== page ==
Op-Ed

It Will Take More Than an ‘Authentic African Sound’ for South African Artists to Blow Up Globally

It will take more than that.

Last week, in a move that got various interpretations, South Africans were scratching their heads on Twitter trying to figure out why the country's musicians fail to break in markets like the United States and abroad.

This came after Burna Boy released his latest album African Giant. A fittingly titled album, it trended in different corners of the world upon release, shooting straight to number 1 in various countries. Pitchfork, The FADER and The Atlantic are some of the reputable publications that wrote in-depth reviews of the album, which boasts features from US and UK stars such as Future, YG, Jeremih and Jorja Smith alongside fellow African giants M.anifest and Angelique Kidjo.

Burna Boy is having his moment right now. But he's only just one of many Nigerian artists who are enjoying attention from the U.S. at the moment. The likes of Wizkid, Davido and Tiwa Savage are slowly gaining notable traction in the US and UK.

South Africa has refused to miss out on the current scramble for Africa by the west, which is looking at the continent for "inspiration" and, more recently, collaboration. South African artists such as Black Coffee, Nasty C, Sjava, Petite Noir, Sho Madjozi, AKA, Cassper Nyovest have all been on major international platforms, scooped some awards and collaborated with major US artists. But none of them, except for Black Coffee, have come close to making their mark in the States the way Nigerian artists have.

South Africans, in their analysis, have cited different reasons for South African musicians' failure to break internationally—lack of unity and lack of originality were two of the most cited.

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Nasty C at Cotton Fest. Photo by Sabelo Mkhabela.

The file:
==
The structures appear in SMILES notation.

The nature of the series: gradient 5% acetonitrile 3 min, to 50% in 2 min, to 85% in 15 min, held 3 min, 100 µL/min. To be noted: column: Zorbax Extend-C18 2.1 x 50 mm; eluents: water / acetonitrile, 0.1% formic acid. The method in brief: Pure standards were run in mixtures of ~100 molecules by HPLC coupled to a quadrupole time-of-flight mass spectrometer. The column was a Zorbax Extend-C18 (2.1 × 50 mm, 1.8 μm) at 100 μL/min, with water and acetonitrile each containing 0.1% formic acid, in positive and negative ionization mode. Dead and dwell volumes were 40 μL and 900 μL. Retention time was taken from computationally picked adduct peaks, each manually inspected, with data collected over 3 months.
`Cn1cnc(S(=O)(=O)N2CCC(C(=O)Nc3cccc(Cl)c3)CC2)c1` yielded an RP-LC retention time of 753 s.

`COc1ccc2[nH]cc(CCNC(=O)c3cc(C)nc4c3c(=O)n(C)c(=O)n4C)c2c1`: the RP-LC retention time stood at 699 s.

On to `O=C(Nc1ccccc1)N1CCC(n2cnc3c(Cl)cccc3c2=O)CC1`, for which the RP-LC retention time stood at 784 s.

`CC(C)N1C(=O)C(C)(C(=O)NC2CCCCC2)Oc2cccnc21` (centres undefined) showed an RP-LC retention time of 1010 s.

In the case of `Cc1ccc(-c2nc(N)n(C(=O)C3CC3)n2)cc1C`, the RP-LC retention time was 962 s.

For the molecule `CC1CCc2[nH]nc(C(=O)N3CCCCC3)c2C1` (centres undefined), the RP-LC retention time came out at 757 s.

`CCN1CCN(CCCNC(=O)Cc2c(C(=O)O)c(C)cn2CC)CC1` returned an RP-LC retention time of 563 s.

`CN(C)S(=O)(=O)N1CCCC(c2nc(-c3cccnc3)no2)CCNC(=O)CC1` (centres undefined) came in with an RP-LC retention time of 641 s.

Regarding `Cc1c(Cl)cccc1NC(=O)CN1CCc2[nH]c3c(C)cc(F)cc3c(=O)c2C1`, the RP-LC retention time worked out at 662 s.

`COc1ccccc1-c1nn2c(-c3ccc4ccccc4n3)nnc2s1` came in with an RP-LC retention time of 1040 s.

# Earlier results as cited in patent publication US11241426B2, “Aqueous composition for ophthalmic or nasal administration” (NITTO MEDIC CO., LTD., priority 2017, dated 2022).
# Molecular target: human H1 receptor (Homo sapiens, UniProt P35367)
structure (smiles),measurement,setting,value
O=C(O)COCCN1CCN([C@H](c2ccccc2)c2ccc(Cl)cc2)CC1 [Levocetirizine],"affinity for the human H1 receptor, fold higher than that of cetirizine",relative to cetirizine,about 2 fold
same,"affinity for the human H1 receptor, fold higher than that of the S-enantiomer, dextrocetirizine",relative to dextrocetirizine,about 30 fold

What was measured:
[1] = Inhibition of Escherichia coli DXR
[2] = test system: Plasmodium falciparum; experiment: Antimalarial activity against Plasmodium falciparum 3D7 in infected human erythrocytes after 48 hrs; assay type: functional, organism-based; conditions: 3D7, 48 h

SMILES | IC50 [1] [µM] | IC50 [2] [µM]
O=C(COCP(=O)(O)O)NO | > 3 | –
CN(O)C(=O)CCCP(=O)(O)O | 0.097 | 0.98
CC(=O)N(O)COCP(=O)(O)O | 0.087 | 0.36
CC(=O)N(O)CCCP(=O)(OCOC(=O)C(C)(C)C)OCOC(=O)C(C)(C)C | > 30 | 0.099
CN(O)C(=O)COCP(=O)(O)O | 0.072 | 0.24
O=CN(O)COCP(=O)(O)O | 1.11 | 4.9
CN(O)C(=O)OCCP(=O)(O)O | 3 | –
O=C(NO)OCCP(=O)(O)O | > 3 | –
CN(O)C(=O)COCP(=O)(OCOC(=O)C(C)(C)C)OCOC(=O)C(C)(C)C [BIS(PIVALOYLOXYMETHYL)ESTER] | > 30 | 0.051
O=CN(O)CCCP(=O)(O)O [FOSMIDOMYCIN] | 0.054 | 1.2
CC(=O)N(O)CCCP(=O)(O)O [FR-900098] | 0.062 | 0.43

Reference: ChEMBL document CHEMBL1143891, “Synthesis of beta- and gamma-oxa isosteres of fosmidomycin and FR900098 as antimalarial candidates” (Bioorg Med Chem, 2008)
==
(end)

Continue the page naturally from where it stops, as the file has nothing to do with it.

Why Nasty C is The Greatest South African Rapper of This Generation

In the generation of South African rappers who rose to prominence after 2010, no one can touch Nasty C.

Stogie T's monthly vlog "Verse of the Month" sees the veteran lyricist pick outstanding verses every month from songs provided to him by the Slikour On Life staff.

The vlog culminates in the Verse of the Year awards, in which 10 verses from the previous year earn rappers trophies, which are presented in an award ceremony, the second installment took place last night at The Wits Club in Joburg.

This year, Nasty C was the winner of the ultimate verse.

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Da L.E.S. Photo by Mkhabela.

There’s No One Way To Be An “Authentic” South African Artist

Rappers with American accents tell authentic South African stories.

(South) African rappers sounding American. Rapping in American accents, dressing like Americans, and making American references in their music—these are not new topics.

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Op-Ed
AKA. Photo by Sabelo Mkhabela.

‘Touch My Blood’ Is AKA’s Most Layered Album

Thematically and sonically, this is AKA's most diverse album. One which sees him shouting out legends and mentioning his coloured identity.

Two days before the release of his third studio album, AKA makes a grand entrance at one of the many enclaves of Moyo Restaurant in Melrose Arch at Johannesburg's posh north. This particular enclave, which is filled to the brim with journalists, family and friends of AKA's, media personalities and artists, boasts decoration that doesn't tell you there's a listening session for a hip-hop album being held here—it looks upmarket with helium balloons floating all over.

"I didn't want it to be some small event with a bunch of journalists in some studio somewhere," says AKA when he eventually gets to speak. This is after he has sent salutations to those close to him present at the event—he hugs his mother, dances with her for a few seconds, hugs and shouts out some of his goons. Later, he will recognize Tibz, his first ever manager, in the audience and pay respect to him.

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